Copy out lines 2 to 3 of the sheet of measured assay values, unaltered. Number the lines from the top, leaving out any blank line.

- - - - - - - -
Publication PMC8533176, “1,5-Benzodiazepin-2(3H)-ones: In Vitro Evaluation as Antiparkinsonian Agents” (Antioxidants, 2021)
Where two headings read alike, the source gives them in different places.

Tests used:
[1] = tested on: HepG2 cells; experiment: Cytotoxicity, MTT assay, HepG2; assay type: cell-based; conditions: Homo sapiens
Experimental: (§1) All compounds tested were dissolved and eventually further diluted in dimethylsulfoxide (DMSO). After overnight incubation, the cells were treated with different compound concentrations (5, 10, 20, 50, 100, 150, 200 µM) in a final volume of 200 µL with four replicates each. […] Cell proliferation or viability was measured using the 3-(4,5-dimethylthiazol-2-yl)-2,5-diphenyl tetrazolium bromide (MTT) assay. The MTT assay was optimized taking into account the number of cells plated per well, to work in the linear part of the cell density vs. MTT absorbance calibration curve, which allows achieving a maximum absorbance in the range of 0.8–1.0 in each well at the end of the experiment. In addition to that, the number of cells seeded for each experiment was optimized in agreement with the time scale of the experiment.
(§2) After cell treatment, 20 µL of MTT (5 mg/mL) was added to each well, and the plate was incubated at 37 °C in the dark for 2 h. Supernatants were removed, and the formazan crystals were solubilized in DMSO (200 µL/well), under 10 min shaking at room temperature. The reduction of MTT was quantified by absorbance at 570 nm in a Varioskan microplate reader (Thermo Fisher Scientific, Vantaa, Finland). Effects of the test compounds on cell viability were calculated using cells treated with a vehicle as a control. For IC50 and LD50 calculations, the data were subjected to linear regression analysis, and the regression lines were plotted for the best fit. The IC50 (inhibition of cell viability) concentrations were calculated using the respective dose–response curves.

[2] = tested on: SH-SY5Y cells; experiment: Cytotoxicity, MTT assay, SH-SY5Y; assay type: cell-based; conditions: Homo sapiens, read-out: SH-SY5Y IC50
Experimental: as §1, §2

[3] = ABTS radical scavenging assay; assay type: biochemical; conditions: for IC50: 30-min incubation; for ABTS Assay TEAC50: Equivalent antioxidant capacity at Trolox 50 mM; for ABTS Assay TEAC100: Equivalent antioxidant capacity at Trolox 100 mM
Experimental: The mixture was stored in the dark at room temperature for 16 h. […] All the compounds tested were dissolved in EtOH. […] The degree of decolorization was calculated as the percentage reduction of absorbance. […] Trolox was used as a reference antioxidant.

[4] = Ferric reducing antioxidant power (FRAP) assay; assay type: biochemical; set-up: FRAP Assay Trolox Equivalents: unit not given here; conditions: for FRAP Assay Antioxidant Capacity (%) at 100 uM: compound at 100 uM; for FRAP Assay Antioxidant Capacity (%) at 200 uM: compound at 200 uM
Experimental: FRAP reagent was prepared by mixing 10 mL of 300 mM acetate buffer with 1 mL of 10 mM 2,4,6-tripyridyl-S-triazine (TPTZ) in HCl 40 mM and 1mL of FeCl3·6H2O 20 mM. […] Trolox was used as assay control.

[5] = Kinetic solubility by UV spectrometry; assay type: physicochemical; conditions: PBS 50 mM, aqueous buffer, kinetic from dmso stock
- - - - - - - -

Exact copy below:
Where two headings read alike, the source gives them in different places.

Tests used: